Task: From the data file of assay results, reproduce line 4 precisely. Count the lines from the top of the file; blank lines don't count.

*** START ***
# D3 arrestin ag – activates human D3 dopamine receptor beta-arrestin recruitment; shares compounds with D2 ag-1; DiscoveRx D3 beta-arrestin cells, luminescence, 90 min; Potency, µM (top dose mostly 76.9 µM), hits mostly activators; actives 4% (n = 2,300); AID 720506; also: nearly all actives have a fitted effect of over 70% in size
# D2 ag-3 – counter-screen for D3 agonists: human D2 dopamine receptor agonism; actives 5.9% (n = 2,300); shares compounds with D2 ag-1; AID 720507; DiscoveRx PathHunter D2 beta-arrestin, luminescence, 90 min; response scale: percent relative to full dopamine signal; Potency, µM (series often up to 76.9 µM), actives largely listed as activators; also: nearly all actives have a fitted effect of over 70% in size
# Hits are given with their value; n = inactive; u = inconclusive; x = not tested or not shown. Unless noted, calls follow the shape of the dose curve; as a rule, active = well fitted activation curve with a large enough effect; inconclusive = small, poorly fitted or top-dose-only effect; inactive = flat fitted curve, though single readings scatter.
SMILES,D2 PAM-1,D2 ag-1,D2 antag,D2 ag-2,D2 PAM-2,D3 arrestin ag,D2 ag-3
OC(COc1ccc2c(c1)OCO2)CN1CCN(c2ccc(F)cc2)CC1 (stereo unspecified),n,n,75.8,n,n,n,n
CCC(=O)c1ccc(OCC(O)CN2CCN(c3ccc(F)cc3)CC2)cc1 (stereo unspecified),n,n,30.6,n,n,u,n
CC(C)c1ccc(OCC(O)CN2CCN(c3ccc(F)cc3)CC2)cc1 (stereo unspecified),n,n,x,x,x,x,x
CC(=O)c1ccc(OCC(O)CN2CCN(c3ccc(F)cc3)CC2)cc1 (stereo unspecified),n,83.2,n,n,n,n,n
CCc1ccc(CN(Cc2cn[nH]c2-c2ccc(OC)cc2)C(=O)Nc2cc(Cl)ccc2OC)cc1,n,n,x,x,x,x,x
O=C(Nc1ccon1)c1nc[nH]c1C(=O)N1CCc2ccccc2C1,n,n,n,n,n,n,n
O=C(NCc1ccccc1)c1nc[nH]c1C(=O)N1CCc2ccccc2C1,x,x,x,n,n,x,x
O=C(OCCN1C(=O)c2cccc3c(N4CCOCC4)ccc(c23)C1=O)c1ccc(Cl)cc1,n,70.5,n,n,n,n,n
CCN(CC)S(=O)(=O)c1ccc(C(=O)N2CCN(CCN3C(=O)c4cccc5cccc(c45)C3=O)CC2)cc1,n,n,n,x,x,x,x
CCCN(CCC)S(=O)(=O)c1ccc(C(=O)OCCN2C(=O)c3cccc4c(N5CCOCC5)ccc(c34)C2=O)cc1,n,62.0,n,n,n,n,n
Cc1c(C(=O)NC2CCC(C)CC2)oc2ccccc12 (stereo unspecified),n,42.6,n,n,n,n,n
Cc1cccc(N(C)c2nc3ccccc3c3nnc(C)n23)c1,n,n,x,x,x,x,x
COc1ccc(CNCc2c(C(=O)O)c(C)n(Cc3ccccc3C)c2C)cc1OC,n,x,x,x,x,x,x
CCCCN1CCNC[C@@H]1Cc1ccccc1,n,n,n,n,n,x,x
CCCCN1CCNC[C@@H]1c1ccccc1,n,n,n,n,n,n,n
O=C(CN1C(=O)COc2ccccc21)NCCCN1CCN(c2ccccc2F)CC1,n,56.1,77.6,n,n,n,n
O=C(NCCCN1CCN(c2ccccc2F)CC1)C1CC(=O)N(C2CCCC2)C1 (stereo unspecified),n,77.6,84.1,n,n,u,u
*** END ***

SMILES,D2 PAM-1,D2 ag-1,D2 antag,D2 ag-2,D2 PAM-2,D3 arrestin ag,D2 ag-3